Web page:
Our heroine is Megan Culbin, recently widowed and broke due to the debts her husband left behind.  With very little to her name, Megan moves to Scotland to the cabin of her former husband's uncle, who is also deceased.  The cottage is located in the town of Findloss, which was buried by the sands some years ago in a freak storm that didn't touch any other town along the coast, and then was un-buried about fifty years in the past.  The book itself is set in the 1920s as a record Megan leaves behind her upon her departure.  As such, it has a definite period feel to it, much more so than stories that are written in the third person but set in the past.  It was something I actually really liked here, because I think it did help to establish the time and place.  Megan is an American living in Scotland, and there is a lot of phonetic Scottish accent use here, but I managed to muddle through.  I think the writing style actually helped it be not as obnoxious as it typically can be to me.

The hero here is Lachlan, a selkie warrior who shows up on Megan's doorstop one stormy night in pursuit of a wicked finman (another creature) who is terrorizing Findloss.  He also reveals that Megan seems to be tied up in the drama to a greater degree than she initially imagined.  Lachlan is, of course extremely attractive, and while Megan isn't a virgin widow (which was nice, as it's kind of a tired trope) her relationship with her former husband was rocky at best and downright disastrous at worst, so despite having decided to forsake relationships, she's still intrigued by him to a great degree.  There's also something of a growing level of affection between them, though I never felt that it had as much chemistry and "sizzle" as a lot of other books.  I think this was, in part, due to the writing style.  Megan is somewhat of a reserved character, and I think that the book being from her perspective (and written as a record she left behind for others, rather than just an ongoing internal monologue) lent a level of restraint to it that, accompanied with time and place, means the romance here doesn't "pop" like you'd find in Eloisa James, Lisa Kleypas, Julia Quinn, or Courtney Milan books.

Still, I found this an enjoyable story.  I think selkies are a somewhat under-utilized mystical creature class, and I'm glad that I used this for the category.  The setting here is done very well, with great images that really evoke the town of Findloss.  There's also just enough dark creepiness in it to have me looking a bit nervously out into my dark living room while reading in my bedroom, even though I knew I was being silly.  So, yes, enjoyable.  Did I devour it?  No.  But I liked it, enough that I might look into the second book, The Selkie (more of a companion than a direct sequel from the sound of it) sometime in the relatively near future.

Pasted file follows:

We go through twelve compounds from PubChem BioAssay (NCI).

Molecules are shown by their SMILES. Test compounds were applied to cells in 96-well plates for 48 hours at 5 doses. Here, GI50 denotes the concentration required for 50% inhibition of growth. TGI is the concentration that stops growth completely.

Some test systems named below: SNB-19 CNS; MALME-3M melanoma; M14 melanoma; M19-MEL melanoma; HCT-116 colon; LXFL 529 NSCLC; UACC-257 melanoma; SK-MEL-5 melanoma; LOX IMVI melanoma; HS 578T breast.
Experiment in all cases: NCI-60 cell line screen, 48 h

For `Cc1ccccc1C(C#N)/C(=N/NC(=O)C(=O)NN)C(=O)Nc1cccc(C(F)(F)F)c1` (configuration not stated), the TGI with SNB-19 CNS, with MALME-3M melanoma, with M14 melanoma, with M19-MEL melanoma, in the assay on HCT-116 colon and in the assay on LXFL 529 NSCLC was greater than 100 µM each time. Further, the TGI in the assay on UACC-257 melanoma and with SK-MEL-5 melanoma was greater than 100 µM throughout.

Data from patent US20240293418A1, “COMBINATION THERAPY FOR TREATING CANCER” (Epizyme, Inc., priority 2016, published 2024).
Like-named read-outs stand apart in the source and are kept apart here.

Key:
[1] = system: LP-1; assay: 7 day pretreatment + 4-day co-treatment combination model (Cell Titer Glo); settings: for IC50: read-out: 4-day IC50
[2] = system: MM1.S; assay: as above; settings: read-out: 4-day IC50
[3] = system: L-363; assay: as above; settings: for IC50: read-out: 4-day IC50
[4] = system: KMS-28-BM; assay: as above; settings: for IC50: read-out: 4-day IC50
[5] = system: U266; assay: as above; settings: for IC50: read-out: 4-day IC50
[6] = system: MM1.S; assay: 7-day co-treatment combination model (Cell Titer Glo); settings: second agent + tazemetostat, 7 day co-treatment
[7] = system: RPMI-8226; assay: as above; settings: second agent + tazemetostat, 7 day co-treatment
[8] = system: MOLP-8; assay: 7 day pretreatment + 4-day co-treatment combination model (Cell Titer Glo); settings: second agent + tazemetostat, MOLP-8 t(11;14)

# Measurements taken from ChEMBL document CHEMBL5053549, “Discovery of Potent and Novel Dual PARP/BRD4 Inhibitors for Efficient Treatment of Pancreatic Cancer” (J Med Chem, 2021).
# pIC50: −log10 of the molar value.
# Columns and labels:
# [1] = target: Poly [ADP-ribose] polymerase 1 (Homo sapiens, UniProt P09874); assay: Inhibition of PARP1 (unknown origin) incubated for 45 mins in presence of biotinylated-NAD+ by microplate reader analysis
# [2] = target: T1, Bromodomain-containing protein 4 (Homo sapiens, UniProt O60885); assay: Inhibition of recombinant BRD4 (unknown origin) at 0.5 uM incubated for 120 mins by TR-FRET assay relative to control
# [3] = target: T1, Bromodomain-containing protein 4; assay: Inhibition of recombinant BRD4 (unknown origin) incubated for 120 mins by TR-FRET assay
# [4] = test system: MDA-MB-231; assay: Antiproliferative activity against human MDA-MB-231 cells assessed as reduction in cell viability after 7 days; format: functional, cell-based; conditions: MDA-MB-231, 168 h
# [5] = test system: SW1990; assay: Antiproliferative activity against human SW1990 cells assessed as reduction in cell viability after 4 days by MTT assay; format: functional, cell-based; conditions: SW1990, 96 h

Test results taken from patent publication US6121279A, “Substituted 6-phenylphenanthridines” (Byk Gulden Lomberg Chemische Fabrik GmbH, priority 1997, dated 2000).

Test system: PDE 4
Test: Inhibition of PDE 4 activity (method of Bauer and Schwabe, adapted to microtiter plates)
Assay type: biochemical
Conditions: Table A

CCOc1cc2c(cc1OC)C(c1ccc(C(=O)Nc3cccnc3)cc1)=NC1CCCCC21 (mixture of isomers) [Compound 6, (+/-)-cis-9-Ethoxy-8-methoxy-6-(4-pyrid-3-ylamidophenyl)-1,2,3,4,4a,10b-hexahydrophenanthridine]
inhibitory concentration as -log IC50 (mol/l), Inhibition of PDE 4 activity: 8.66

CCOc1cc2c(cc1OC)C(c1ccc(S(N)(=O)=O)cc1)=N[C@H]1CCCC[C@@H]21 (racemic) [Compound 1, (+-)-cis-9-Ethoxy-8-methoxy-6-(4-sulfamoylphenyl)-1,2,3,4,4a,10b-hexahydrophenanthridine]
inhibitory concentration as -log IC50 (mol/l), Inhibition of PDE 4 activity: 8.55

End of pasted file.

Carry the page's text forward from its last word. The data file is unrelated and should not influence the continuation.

3.5 stars out of 5.

Saturday, February 18, 2017

Forbidden - Beverly Jenkins (Old West #1)

Forbidden (Old West, #1)In the Unapologetic Romance Readers' group, we're doing a reading challenge where one of the categories is "An African American romance."  And since February is Black History Month, we decided that it would be a great time to tackle the category as a group!  One member put forth Temptation as the nomination for the category, and it was pretty unanimously agreed upon, and so on we went.

In the years after the Civil War, former slave Rhine moves west to Virginia City, Nevada, where he starts up a new life passing for white.  Meanwhile, Eddy Carmichael dreams of leaving Denver, Colorado for California, where she wants to set up her own restaurant.  Unfortunately, Eddy's plans fall apart when she's robbed and left for dead in the desert in the midst of her journey.  Rhine finds her and rescues her, taking her back to Virginia City and helping get her healthy again.  After a few days, Eddy is transplanted to a boarding house owned by Sylvia Stewart, another woman of color, where she signs on as a cook to rebuild the money she needs to go to California and start her restaurant.  But there lingers an attraction between Rhine and Eddy, one that's problematic for two reasons.  One, Rhine is passing for white, while Eddy is very obviously a woman of color, and while some people in Virginia City are accepting, others remain entrenched in the racism of the antebellum era.  And two, Rhine is already engaged.  To a white woman.  Whoops.

There are a few strengths to this book.  The time, place, and premise are all strong--the tug of attraction across (presumed) racial lines, Rhine's desire to both be with Eddy and help "his" people in ways he couldn't if he wasn't passing as white, and the setting of the antebellum period in the West, rather than in the South (where even this premise probably would have resulted in someone being killed) all lend this a great degree of depth.  The side characters are also well-done, with all of them having backgrounds and places in the story that serve as more than just window dressings for the main characters to flit between.